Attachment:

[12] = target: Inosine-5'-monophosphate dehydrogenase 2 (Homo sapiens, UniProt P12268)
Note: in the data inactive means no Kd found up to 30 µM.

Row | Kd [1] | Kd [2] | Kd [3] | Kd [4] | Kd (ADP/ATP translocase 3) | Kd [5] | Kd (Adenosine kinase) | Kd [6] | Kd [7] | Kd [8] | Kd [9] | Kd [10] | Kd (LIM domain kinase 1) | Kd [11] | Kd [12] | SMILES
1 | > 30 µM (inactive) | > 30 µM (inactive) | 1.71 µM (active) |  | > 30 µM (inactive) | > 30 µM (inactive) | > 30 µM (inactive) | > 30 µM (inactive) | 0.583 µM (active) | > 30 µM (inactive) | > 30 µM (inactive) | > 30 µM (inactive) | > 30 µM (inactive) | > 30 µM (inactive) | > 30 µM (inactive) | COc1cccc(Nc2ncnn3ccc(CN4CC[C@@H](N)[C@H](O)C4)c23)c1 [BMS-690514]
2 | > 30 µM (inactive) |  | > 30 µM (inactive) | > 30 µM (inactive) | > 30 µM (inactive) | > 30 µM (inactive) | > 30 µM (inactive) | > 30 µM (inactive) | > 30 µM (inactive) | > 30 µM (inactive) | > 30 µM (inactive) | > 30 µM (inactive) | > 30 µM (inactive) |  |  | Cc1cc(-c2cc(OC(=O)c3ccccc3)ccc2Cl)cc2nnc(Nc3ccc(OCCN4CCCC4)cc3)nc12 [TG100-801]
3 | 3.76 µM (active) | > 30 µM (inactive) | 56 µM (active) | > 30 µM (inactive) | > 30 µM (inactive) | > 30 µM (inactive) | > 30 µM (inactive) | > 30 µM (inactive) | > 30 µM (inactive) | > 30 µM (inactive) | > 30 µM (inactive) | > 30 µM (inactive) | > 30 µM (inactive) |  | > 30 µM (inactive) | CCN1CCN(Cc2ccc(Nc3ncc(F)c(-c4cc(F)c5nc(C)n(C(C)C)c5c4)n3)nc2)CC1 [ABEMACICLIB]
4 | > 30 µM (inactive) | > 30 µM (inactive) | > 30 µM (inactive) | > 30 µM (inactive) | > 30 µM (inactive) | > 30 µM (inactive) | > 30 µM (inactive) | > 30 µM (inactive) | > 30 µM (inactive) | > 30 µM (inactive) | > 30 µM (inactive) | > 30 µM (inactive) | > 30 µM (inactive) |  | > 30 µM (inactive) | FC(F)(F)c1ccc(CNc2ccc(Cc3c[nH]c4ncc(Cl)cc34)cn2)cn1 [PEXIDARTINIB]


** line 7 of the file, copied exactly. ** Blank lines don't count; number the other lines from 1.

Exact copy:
4 | > 30 µM (inactive) | > 30 µM (inactive) | > 30 µM (inactive) | > 30 µM (inactive) | > 30 µM (inactive) | > 30 µM (inactive) | > 30 µM (inactive) | > 30 µM (inactive) | > 30 µM (inactive) | > 30 µM (inactive) | > 30 µM (inactive) | > 30 µM (inactive) | > 30 µM (inactive) |  | > 30 µM (inactive) | FC(F)(F)c1ccc(CNc2ccc(Cc3c[nH]c4ncc(Cl)cc34)cn2)cn1 [PEXIDARTINIB]